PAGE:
Why pulses continue to be a key contributor to food inflation

Pulses have seen a long-term average consumer-price inflation of 8.8% from 2007 till date, CRISIL has noted in its latest report. “For majority of Indian households, pulses are a key source of protein. In line with WPI inflation, CPI for pulses is also settling around the long-term average of 8.8%. This implies that pulses continue to remain a key contributor to food inflation for households,” CRISIL says in the report.
Not only that, the prices of pulses are unlikely to come down substantially any time soon from the households perspective, Dharmakirti Joshi, Chief Economist at CRISIL tells TOI. “That is because unless there is a price incentive for farmers they will not step up production,” Joshi says.
One important point the report states is that the volatility in pulses inflation has reduced substantially. This in turn works well for farmers since price cycle shocks negatively impact sowing decisions. According to CRISIL, the volatility has come down due to four reasons; farmers have stepped up production, government procurement is higher, active intervention by government on the imports front, and weather influencing supply.
However, while the volatility has reduced, the overall wholesale price inflation of pulses have remained stubborn at over 9%, says CRISIL. This is higher than cereals and vegetables. Also, the report quotes the Commission for Agricultural Costs and Prices’ observation that while wholesale prices have been above MSP, market prices realised by farmers still remain below it for key pulses. This is one of the reasons why pulse prices for households are also unlikely to come down anytime soon.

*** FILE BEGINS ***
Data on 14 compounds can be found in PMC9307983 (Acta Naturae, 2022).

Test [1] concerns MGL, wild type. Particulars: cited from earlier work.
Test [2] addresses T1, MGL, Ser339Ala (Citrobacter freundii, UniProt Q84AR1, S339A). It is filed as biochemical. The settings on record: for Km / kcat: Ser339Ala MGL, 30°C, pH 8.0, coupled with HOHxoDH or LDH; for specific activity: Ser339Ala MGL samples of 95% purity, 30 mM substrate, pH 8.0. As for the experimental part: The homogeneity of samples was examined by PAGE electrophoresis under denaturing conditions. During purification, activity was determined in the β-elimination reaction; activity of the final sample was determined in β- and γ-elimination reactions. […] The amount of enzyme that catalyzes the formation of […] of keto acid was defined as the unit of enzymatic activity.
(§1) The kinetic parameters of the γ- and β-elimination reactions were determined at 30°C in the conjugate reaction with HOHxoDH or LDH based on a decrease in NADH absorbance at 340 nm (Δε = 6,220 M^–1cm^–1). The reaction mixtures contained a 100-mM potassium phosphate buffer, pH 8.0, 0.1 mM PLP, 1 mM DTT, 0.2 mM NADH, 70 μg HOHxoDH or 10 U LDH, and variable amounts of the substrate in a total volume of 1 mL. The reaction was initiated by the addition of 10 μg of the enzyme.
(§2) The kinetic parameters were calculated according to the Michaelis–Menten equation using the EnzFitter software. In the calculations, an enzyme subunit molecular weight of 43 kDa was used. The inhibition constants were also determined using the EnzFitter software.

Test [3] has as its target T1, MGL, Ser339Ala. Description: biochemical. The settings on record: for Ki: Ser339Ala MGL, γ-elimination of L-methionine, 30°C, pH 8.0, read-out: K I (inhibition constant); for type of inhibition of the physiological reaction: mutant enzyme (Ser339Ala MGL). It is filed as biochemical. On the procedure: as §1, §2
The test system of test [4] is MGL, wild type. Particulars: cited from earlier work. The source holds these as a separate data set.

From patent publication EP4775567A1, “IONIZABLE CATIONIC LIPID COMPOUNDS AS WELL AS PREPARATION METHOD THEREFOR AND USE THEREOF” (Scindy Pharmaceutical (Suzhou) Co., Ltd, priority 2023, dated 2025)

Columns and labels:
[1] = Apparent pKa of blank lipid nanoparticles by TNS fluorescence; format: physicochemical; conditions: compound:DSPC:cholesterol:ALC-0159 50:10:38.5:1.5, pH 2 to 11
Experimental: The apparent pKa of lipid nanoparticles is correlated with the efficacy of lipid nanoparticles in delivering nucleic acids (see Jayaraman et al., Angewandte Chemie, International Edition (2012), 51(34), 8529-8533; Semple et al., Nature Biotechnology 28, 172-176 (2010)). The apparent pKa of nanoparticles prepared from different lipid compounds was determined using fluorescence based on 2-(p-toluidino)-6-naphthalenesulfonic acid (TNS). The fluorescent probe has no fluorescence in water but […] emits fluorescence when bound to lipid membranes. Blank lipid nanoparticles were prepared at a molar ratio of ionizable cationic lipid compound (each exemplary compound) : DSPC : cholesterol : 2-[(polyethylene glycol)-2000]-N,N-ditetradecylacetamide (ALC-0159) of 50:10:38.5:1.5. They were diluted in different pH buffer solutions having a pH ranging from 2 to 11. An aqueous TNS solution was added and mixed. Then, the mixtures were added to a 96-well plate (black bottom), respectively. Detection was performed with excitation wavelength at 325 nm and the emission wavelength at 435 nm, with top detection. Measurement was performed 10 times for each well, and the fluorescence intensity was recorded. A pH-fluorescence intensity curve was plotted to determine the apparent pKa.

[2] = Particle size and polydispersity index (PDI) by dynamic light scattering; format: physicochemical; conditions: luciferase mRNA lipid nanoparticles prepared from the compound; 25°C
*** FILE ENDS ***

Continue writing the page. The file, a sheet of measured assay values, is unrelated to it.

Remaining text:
Explains CRISIL’s Joshi, “The full benefits of the almost 9% WPI of pulses is not reaching farmers. The government needs to strengthen procurement and reduce market inefficiencies so that farmers prefer sowing pulses over cereals.” Sustained increase in pulses production remains critical to bring down its share in food inflation over the long run.
“The price incentive could be in the form of subsidies instead of only MSPs so that the full brunt of higher prices does not fall on consumers alone. In the long-term if prices are high, farmers will be incentivised to increase production which will ultimately lead to lower overall prices of pulses for the consumers,” he tells TOI.
Joshi is of the view that as income levels of individuals rise, the demand for a protein rich diet will go up, hence increasing the demand for pulses. “So the government will need to find a fine balance between reasonable prices for households and farmers getting the full benefit of those prices,” he prescribes.

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